North West firms showing growing appetitive for global investment but local advisory remains strong
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The opportunity for lenders to back high-growth businesses across the North West remains strong despite the challenges brought on by the pandemic.
During a recent webinar in partnership with Clearwater International exploring how deal making is shaping up in the region, business experts spoke of the strong appetite to do deals from both lenders and business owners.
The online event heard from leading experts including Michael Loudon, partner and International Head of Industrials and Chemicals at Clearwater International, Rhys Davenport, Investment Director at BGF Manchester, Lizzy Tindall, partner at Eversheds, and Peter Barkley, Investment Director at WestBridge PE.
Speaking about the appetite for lending across the North West, Davenport said the money to lend is there and BGF was keen to supply capital.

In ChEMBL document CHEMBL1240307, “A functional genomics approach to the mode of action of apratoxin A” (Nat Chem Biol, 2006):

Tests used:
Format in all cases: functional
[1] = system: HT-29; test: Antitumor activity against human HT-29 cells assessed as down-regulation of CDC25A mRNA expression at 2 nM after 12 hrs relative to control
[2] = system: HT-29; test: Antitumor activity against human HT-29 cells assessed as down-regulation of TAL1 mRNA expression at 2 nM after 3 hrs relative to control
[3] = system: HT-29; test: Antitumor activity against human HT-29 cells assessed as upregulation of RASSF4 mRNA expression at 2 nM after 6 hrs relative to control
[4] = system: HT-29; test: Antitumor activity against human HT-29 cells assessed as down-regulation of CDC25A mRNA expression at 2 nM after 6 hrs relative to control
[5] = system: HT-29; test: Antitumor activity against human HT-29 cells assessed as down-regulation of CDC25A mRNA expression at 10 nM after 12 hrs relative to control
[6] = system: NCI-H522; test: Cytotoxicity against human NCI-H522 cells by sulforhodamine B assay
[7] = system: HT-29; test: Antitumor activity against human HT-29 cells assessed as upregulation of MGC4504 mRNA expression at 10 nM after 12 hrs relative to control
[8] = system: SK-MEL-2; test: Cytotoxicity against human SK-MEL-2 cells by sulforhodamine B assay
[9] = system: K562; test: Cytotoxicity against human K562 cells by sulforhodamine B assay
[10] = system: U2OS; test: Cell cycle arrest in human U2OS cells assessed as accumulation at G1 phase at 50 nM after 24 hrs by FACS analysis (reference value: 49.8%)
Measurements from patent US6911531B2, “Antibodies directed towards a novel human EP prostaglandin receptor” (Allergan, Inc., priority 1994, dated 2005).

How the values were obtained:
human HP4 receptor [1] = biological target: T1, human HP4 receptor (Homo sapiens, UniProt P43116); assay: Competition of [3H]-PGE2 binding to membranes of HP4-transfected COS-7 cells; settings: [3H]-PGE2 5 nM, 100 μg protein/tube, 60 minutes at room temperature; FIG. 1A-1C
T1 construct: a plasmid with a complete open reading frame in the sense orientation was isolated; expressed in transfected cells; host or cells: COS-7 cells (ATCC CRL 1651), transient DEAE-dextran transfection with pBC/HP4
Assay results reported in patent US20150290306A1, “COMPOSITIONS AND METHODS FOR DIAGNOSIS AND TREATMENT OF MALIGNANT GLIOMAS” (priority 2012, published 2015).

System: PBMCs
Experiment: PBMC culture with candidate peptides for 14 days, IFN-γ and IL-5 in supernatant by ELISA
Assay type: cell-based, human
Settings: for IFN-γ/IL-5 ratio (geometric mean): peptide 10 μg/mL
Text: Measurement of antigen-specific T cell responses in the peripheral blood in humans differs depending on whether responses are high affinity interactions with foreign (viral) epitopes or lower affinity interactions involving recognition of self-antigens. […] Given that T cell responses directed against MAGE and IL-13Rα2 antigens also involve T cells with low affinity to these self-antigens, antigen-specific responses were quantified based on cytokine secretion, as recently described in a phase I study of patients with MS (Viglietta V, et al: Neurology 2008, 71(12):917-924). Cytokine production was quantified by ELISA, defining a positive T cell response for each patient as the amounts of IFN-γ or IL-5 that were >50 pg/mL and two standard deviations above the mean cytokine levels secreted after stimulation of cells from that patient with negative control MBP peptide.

“The money exists but it’s a two-way street so business owners need to be thinking ahead and be able to clearly articulate their strategy to lenders or funders of the business.
“From a BGF standpoint, we are very, very keen to continue to supply capital and it’s probably as busy as it has ever been.
“When I look at the North West picture, and more locally, the pace of activity we are seeing will continue to drive forward.”
He said there is also likely to be a shift where businesses which have become over indebted during the pandemic will need to recapitalise their business.
“There will be opportunity for lenders, and it won’t be a small handful of individuals doing the bulk of the deals, it will be shared across the piece, and helpfully in the North West there is probably a bigger collective of local investors and lenders as there is anywhere else.
“There are plenty in the South West and beyond which are looking at the North West market in terms of the quality of businesses and entrepreneurs that will drive activity.
“I feel pretty positive that the money is there and there will be funders like WestBridge who will be raising new money and looking to deploy more in the market going forward. And, you know, I think ultimately, if the demand is there, the supply side will follow.”